A couple belonging to the Christian Jehovah’s Witnesses sect testified at the 2nd Ward election fraud trial on Thursday morning stating they signed mail-in ballots to “support the community” rather than to vote which is against their religion.
The couple — Grecia Amarante and Isidro Amarante – testified neither wished to vote. Both said they signed mail-in ballots that were brought to them by canvassers thinking it was to support the local community and improve the area.
“I didn’t know this was a vote,” said Grecia Amarante when former councilman Mohammad Aktaruzzaman’s attorney Susan Champion asked about her signature on a mail-in ballot.
“What did you think you were doing when you signed the document?” asked Champion.
“I thought I was supporting the community and that there would be improvements to the community,” answered Grecia Amarante. She said she never voted before and was not very familiar with the election process. Her mail-in listed Foyes Ali as an assistor. When asked if she knew Ali, she shook her head in the negative and said: “I don’t know.” She told deputy attorney general Alan Stephens she was given a mail-in voter application by canvassers who were aggressively targeting neighborhood residents.
“A lot of people were knocking on my door,” she said. “I’m not going to let anybody else come inside my home.” When asked if she recalled selecting a candidate, she said: “I don’t recall.”
Grecia Amarante said she only learned she had cast a ballot when she had a discussion with her son. “We are Jehovah’s Witness. We don’t vote,” she told the court.
Shahin Khalique’s attorney John Carbone asked her whether Jehovah’s Witnesses take oath. “No,” she replied. She was administered an oath prior to testifying. Her husband though refused to take an oath when he followed her to the witness stand.
“Did you vote at the municipal election in Paterson?” asked Champion.
“If I voted? I don’t know what that was about,” responded Isidro Amarante. He said he did not complete anything, but signed a paper that was brought to him by some of the canvassers.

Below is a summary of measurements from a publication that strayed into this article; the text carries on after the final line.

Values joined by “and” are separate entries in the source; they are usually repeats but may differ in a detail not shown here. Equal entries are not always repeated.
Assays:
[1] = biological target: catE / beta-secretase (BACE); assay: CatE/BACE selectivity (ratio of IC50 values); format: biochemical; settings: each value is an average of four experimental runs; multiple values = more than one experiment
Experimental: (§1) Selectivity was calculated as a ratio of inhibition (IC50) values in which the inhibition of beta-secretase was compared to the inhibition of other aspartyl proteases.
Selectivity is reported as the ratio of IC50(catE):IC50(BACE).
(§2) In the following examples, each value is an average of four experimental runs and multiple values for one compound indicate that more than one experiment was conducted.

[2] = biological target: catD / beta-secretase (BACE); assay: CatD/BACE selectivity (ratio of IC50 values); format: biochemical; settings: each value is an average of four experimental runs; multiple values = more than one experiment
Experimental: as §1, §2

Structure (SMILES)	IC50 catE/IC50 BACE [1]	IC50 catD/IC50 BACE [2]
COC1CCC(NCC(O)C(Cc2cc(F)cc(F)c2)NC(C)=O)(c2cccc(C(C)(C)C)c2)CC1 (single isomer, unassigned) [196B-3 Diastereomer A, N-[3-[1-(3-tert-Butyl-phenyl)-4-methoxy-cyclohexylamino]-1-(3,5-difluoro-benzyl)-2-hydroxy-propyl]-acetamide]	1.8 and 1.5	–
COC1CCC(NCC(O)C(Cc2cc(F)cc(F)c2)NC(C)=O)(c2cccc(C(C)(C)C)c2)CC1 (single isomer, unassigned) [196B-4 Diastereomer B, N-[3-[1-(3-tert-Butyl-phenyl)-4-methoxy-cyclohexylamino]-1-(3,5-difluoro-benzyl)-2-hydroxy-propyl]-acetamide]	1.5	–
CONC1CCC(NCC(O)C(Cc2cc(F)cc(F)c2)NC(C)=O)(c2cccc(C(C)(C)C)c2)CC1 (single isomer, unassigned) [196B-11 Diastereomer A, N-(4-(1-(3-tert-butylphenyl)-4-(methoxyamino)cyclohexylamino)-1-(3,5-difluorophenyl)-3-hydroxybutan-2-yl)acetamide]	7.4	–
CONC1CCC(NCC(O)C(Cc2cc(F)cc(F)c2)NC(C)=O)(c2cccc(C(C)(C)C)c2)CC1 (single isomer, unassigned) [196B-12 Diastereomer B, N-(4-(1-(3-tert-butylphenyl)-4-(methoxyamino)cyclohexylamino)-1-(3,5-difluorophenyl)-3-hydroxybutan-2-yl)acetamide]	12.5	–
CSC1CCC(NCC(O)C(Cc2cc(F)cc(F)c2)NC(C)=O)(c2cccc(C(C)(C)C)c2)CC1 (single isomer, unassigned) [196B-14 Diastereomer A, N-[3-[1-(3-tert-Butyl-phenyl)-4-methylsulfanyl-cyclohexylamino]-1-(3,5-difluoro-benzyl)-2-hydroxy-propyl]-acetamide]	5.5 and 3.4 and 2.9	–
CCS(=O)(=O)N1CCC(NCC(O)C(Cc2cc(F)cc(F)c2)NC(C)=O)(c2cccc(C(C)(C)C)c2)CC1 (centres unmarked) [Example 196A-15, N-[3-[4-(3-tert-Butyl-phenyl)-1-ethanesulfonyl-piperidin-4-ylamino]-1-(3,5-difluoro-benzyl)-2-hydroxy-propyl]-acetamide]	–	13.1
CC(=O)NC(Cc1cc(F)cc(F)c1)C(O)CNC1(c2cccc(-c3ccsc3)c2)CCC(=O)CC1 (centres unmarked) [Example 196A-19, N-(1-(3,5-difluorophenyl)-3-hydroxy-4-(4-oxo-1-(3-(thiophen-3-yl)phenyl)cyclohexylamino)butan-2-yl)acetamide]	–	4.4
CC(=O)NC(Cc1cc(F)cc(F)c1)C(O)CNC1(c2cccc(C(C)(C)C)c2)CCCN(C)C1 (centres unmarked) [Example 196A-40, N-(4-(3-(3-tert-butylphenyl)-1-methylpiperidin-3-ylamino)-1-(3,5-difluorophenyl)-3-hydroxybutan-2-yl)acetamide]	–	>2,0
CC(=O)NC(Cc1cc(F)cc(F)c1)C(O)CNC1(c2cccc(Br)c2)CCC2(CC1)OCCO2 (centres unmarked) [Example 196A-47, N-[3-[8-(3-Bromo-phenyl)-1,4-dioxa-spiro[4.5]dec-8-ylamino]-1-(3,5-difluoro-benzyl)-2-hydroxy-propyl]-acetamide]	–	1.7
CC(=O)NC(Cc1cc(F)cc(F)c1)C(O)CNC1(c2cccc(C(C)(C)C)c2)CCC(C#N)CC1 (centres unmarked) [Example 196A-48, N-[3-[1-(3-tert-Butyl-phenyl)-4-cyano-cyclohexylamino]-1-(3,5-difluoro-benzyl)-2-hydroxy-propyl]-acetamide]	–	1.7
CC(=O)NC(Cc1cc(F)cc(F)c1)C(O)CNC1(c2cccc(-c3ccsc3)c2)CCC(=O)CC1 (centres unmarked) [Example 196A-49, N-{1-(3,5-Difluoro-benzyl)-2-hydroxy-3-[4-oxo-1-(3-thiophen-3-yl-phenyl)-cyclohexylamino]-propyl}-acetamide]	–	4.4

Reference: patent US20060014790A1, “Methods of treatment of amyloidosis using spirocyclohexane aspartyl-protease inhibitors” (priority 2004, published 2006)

“Did you know signing this was casting a vote?” asked Champion.
“This is the first time I heard you can vote by mail,” replied Isidro Amarante. The couple said they have never voted in an election in the past.
Carbone alleged Isidro Amarante visited the Passaic County administration building seeking replacement ballots for the couple.
“What did you think you were doing signing your name?” asked the deputy attorney general.
“I don’t vote,” he responded. Frustrated by questions from both Carbone and Stephens, he at the end said, “I guess I have [voted].”
The judge heard testimony from the couple and three other witnesses in a short session. Jeannette Rosa testified that she voted by mail. When asked if she knew her assistor Zakaria Ahmed, she responded in the negative. She said she was not told by anyone to vote for a specific candidate.
Cynthia Stephenson said a guy came and assisted her in filling out the mail-in. She said he came to her house with the ballot. She said her husband Lloyd Stephenson mailed the ballot after it was completed.
“Did that ballot come in the mail?” asked Champion to Lloyd Stephenson.
“No,” he replied. He said he also mailed his own ballot. He said he was not told to vote in a particular way. He said he knew his assistor, Ali, who lived on Paterson Avenue.
The trial resumes on Friday morning at 9 a.m.